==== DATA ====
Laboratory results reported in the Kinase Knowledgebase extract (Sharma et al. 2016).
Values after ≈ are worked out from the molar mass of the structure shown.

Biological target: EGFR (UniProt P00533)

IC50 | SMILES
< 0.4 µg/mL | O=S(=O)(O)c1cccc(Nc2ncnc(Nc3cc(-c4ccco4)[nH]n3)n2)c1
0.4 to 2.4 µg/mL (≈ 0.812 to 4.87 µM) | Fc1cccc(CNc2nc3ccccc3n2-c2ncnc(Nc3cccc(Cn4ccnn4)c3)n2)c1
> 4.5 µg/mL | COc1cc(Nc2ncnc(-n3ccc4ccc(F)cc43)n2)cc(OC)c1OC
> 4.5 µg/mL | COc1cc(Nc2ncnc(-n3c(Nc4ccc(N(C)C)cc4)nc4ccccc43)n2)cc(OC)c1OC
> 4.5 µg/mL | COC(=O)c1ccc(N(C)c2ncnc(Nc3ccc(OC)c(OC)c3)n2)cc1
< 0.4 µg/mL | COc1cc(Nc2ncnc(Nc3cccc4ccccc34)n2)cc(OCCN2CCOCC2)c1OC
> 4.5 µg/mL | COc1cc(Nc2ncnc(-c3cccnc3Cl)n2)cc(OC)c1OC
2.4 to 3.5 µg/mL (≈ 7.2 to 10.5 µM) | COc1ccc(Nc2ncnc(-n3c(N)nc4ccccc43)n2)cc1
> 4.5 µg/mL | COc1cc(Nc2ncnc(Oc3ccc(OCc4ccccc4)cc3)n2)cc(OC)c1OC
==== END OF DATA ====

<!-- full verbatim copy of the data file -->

Laboratory results reported in the Kinase Knowledgebase extract (Sharma et al. 2016).
Values after ≈ are worked out from the molar mass of the structure shown.

Biological target: EGFR (UniProt P00533)

IC50 | SMILES
< 0.4 µg/mL | O=S(=O)(O)c1cccc(Nc2ncnc(Nc3cc(-c4ccco4)[nH]n3)n2)c1
0.4 to 2.4 µg/mL (≈ 0.812 to 4.87 µM) | Fc1cccc(CNc2nc3ccccc3n2-c2ncnc(Nc3cccc(Cn4ccnn4)c3)n2)c1
> 4.5 µg/mL | COc1cc(Nc2ncnc(-n3ccc4ccc(F)cc43)n2)cc(OC)c1OC
> 4.5 µg/mL | COc1cc(Nc2ncnc(-n3c(Nc4ccc(N(C)C)cc4)nc4ccccc43)n2)cc(OC)c1OC
> 4.5 µg/mL | COC(=O)c1ccc(N(C)c2ncnc(Nc3ccc(OC)c(OC)c3)n2)cc1
< 0.4 µg/mL | COc1cc(Nc2ncnc(Nc3cccc4ccccc34)n2)cc(OCCN2CCOCC2)c1OC
> 4.5 µg/mL | COc1cc(Nc2ncnc(-c3cccnc3Cl)n2)cc(OC)c1OC
2.4 to 3.5 µg/mL (≈ 7.2 to 10.5 µM) | COc1ccc(Nc2ncnc(-n3c(N)nc4ccccc43)n2)cc1
> 4.5 µg/mL | COc1cc(Nc2ncnc(Oc3ccc(OCc4ccccc4)cc3)n2)cc(OC)c1OC